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An outpost makes inroads

By Xu Lin ( China Daily )

Updated: 2018-06-25

Yunfeng Tunpu's ancient fortified villages were built to protect against incursions but today make for great excursions. Xu Lin explores the settlements.

The Yunfeng Tunpu Culture Tourism Area is an ancient military outpost that today attracts armies of tourists.

Nearly 540,000 travelers visited the cluster of eight ancient tunpu villages about 20 kilometers outside of Guizhou province's Anshun city in 2016. Tunpu were military outposts where soldiers guarded the region and cultivated the land.

Each of the villages nestled inside a stone wall has watchtowers. The settlements were designed to not only ward off attacks individually but also to support one another in times of need.

The first Ming Dynasty (1368-1644) emperor Zhu Yuanzhang defeated the last Yuan Dynasty (1271-1368) troops in today's Yunnan province to unify the country. He then stationed a huge force in Anshun - a strategic military position - to ensure regional peace. The garrison grew grain and also engaged in trade.

Villagers are the descendents of ethnic Han soldiers originally from south of the Yangtze River, including Jiangsu and Anhui provinces.

Their dialect, attire, diet and customs have changed little over the centuries.

Benzhai village is one of the best-preserved settlements.

Elderly women wear their hair in buns beneath headscarves and silver adornments. They wear blue dresses with large sleeves and intricate patterns on the collars and cuffs.

The village's arched gate was closed at night in the past. A small emergency exit, only large enough for one person to pass through at a time, has since been sealed with bricks.

Benzhai is densely packed with interconnected courtyards and houses with attics, and nine watchtowers with slots for shooting arrows at enemies below.

The settlement of 2,000 inhabitants is essentially designed for ancient urban warfare.

One alley hosts an old opium shop. Buyers would stand in the street and the vender would hand purchases over a counter. There was a hole in the wall behind where the buyer would stand, through which an armed person would supposedly use weapons to force the buyer to pay if they refused.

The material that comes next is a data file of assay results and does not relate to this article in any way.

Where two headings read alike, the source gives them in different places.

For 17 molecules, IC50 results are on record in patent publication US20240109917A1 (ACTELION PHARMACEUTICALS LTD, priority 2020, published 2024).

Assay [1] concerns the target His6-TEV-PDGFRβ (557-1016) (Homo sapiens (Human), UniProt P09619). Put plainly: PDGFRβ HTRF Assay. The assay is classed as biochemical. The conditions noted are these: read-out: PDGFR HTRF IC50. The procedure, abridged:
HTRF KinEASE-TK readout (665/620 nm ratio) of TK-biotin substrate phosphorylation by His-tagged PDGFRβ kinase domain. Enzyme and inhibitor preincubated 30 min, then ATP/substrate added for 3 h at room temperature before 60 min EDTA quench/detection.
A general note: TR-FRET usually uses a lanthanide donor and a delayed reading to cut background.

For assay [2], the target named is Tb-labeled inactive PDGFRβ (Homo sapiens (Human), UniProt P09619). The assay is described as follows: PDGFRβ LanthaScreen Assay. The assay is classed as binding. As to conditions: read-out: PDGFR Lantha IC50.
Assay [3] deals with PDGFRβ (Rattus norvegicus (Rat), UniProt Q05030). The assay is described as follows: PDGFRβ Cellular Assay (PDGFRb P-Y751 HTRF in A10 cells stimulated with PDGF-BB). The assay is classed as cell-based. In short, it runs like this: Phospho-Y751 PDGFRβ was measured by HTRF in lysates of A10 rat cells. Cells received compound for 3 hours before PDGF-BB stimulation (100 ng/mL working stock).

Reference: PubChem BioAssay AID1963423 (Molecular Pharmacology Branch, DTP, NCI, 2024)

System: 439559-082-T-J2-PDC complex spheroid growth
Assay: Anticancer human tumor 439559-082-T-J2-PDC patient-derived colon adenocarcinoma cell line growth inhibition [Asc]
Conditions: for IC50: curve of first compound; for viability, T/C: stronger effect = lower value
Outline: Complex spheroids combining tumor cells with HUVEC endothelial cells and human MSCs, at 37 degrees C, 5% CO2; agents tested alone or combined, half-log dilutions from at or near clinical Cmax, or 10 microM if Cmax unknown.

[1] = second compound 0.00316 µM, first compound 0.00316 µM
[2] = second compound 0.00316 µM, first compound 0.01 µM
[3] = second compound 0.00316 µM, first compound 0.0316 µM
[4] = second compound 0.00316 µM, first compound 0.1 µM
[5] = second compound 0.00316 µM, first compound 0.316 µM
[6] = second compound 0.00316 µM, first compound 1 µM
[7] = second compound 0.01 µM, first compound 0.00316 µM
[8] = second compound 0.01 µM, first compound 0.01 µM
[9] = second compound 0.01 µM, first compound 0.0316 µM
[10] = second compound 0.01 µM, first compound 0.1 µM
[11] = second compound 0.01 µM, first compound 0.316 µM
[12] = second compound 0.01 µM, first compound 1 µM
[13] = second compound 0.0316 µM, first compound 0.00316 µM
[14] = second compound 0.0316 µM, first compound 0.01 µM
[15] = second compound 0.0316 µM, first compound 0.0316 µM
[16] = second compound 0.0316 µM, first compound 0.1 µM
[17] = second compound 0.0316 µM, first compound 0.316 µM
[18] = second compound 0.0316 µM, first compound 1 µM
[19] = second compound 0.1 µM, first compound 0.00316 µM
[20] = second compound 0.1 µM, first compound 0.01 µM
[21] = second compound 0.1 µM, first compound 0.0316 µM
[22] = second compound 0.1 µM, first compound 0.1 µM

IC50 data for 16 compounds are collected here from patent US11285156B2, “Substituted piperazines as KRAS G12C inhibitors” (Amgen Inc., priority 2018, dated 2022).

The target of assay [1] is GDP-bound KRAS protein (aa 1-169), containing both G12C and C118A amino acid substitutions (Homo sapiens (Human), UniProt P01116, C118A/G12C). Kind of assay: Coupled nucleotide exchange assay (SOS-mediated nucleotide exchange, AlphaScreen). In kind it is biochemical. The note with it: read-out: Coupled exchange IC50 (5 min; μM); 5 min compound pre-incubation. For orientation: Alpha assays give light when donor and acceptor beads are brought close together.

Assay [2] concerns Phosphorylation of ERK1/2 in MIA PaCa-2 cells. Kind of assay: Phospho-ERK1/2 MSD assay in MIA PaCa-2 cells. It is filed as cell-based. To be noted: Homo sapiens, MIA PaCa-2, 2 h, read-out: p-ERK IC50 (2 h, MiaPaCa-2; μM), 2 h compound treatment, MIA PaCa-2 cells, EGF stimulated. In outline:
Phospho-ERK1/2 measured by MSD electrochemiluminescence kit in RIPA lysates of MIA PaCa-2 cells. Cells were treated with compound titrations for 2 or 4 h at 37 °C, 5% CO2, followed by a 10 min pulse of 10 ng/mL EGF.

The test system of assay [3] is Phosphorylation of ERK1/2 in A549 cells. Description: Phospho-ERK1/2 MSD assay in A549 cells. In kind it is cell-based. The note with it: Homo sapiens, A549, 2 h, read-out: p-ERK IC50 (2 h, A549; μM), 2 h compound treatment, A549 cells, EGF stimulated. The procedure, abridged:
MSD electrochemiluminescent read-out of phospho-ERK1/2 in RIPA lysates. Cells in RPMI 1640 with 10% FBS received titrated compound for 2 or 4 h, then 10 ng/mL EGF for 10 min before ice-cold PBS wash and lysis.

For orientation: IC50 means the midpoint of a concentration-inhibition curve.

Nearby Yunshan village is built in a valley.

It was not only a defense outpost but also a trade hub for military supplies.

Today, the tourism area attracts young artists from near and far, who paint its views.

An Anshun University instructor surnamed Zhou says he brings his students to the area to paint for about two weeks every year.

"We come for the spectacular architecture and local customs. It's not crowded with visitors. We enjoy the tranquility."

Benzhai's Party chief, Mei De'an, says the challenge is to attract more tourists who stay longer.

Yunfeng Tunpu is a national AAAA site. (AAAAA is the highest ranking.)

"Infrastructure, service and management are vital. That's what we're working on," he says.

Mei initiated protection of the ancient houses in the 1980s, despite some locals' objections.

The government there built a new village for inhabitants in 2007, and many people moved into modern homes.

Mei says people can use modern methods like art to showcase local customs.

For instance, tourists can weave cloth using traditional methods and buy the finished products, he says.

"Vacant buildings can be renovated into homestays," he says.

"And one day, we hope to see people patrolling around in armor to show our military heritage."

Beijing Shanhai Tourism Co Ltd deputy general manager Jia Ke says: "It's important to promote the site's uniqueness."

He adds that Yunfeng Tunpu is located near other popular sites. So the company is planning to develop itineraries that include the villages and such celebrated attractions as the Huangguoshu Waterfall.

The company is building a commercial area named 1381 Town next to the settlements, with boutique hotels, restaurants and stores.

Indeed, Yunfeng Tunpu's ancient military outposts seem set to be besieged by even larger legions of modern visitors in the years to come.

Contact the writer at xulin@chinadaily.com.cn

 An outpost makes inroads

An outpost makes inroads

An outpost makes inroads

Top and above right: Yunshan village in Guizhou province’s Anshun is a wellpreserved military outpost that attracts tourists and young artists with its unique architecture and local customs. Above left and center: A young woman and a child paint wood masks for Dixi Opera performances. Dixi Opera, called a “living fossil of Chinese operas”, is a traditional opera from the eight ancient fortified villages in Anshun. Photos By Xu Lin / China Daily And Yuan Qinshu / For China Daily

(China Daily 06/25/2018 page22)

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